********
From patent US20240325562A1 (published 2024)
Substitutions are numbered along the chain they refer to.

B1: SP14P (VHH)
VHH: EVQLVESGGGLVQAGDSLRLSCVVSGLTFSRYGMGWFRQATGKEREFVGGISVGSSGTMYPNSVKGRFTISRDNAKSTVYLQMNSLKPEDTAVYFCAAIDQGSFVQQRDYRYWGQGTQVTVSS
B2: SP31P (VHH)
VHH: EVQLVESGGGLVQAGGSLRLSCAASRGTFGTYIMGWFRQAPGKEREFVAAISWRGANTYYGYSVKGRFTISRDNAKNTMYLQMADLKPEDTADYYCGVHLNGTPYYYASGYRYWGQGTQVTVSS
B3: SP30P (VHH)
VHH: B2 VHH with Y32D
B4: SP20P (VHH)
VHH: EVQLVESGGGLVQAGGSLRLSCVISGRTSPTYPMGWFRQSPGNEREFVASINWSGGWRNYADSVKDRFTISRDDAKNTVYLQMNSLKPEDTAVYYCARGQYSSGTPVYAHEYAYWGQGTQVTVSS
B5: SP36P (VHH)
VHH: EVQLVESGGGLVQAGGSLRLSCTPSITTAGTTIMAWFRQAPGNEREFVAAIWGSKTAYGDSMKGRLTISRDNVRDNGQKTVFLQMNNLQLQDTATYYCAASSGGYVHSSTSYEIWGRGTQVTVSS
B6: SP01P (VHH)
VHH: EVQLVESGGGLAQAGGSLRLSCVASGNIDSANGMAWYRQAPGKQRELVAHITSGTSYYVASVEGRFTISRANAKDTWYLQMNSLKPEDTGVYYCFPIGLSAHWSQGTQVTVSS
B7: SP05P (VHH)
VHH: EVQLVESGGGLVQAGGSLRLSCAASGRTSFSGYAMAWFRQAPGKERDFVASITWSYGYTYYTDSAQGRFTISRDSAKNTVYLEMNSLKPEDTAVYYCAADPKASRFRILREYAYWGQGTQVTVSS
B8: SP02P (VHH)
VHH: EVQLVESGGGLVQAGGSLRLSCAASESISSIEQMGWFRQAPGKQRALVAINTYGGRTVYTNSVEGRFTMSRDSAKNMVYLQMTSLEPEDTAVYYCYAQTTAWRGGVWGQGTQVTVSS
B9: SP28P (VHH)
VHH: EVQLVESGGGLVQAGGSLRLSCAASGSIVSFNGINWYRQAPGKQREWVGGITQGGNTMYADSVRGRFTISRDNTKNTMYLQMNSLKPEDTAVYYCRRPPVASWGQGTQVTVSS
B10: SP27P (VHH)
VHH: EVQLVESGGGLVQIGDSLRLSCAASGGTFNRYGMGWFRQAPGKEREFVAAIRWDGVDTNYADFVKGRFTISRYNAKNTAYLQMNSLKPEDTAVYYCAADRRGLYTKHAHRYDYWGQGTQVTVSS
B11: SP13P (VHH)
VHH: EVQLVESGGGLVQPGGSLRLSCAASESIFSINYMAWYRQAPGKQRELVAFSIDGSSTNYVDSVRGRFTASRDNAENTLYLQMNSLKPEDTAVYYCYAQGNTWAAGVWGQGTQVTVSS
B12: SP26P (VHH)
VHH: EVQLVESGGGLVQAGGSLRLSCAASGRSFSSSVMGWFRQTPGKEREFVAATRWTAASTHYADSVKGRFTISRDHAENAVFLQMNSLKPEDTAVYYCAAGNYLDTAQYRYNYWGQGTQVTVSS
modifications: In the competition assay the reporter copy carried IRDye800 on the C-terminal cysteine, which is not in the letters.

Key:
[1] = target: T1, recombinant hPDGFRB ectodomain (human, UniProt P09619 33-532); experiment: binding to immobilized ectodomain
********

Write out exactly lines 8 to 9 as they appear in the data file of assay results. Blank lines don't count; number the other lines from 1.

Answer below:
VHH: B2 VHH with Y32D
B4: SP20P (VHH)